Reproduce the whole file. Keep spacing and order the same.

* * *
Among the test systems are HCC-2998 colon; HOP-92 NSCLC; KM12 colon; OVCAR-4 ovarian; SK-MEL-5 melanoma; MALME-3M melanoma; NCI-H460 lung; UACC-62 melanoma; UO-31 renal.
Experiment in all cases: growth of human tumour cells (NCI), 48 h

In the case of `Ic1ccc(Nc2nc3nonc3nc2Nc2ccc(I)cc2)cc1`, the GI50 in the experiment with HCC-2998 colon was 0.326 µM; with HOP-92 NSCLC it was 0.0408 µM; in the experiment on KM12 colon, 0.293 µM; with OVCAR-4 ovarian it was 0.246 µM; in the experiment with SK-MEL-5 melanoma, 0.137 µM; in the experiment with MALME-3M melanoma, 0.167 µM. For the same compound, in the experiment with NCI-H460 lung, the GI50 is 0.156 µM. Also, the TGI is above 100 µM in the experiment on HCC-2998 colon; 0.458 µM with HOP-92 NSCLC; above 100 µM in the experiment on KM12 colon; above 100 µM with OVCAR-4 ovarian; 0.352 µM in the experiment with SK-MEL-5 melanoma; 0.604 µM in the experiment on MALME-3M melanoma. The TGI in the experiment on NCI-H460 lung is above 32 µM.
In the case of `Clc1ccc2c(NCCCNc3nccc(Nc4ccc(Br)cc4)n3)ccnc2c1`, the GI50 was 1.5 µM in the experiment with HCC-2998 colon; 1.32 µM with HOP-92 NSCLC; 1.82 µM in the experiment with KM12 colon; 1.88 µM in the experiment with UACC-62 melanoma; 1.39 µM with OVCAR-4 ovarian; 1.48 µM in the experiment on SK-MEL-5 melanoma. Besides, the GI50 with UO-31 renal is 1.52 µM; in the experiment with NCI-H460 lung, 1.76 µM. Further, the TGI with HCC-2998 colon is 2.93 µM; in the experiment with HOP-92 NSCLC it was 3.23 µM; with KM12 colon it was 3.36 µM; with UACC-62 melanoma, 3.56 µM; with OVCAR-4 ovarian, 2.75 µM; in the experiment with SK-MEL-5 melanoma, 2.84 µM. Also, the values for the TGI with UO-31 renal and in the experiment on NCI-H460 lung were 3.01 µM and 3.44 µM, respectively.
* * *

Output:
Among the test systems are HCC-2998 colon; HOP-92 NSCLC; KM12 colon; OVCAR-4 ovarian; SK-MEL-5 melanoma; MALME-3M melanoma; NCI-H460 lung; UACC-62 melanoma; UO-31 renal.
Experiment in all cases: growth of human tumour cells (NCI), 48 h

In the case of `Ic1ccc(Nc2nc3nonc3nc2Nc2ccc(I)cc2)cc1`, the GI50 in the experiment with HCC-2998 colon was 0.326 µM; with HOP-92 NSCLC it was 0.0408 µM; in the experiment on KM12 colon, 0.293 µM; with OVCAR-4 ovarian it was 0.246 µM; in the experiment with SK-MEL-5 melanoma, 0.137 µM; in the experiment with MALME-3M melanoma, 0.167 µM. For the same compound, in the experiment with NCI-H460 lung, the GI50 is 0.156 µM. Also, the TGI is above 100 µM in the experiment on HCC-2998 colon; 0.458 µM with HOP-92 NSCLC; above 100 µM in the experiment on KM12 colon; above 100 µM with OVCAR-4 ovarian; 0.352 µM in the experiment with SK-MEL-5 melanoma; 0.604 µM in the experiment on MALME-3M melanoma. The TGI in the experiment on NCI-H460 lung is above 32 µM.
In the case of `Clc1ccc2c(NCCCNc3nccc(Nc4ccc(Br)cc4)n3)ccnc2c1`, the GI50 was 1.5 µM in the experiment with HCC-2998 colon; 1.32 µM with HOP-92 NSCLC; 1.82 µM in the experiment with KM12 colon; 1.88 µM in the experiment with UACC-62 melanoma; 1.39 µM with OVCAR-4 ovarian; 1.48 µM in the experiment on SK-MEL-5 melanoma. Besides, the GI50 with UO-31 renal is 1.52 µM; in the experiment with NCI-H460 lung, 1.76 µM. Further, the TGI with HCC-2998 colon is 2.93 µM; in the experiment with HOP-92 NSCLC it was 3.23 µM; with KM12 colon it was 3.36 µM; with UACC-62 melanoma, 3.56 µM; with OVCAR-4 ovarian, 2.75 µM; in the experiment with SK-MEL-5 melanoma, 2.84 µM. Also, the values for the TGI with UO-31 renal and in the experiment on NCI-H460 lung were 3.01 µM and 3.44 µM, respectively.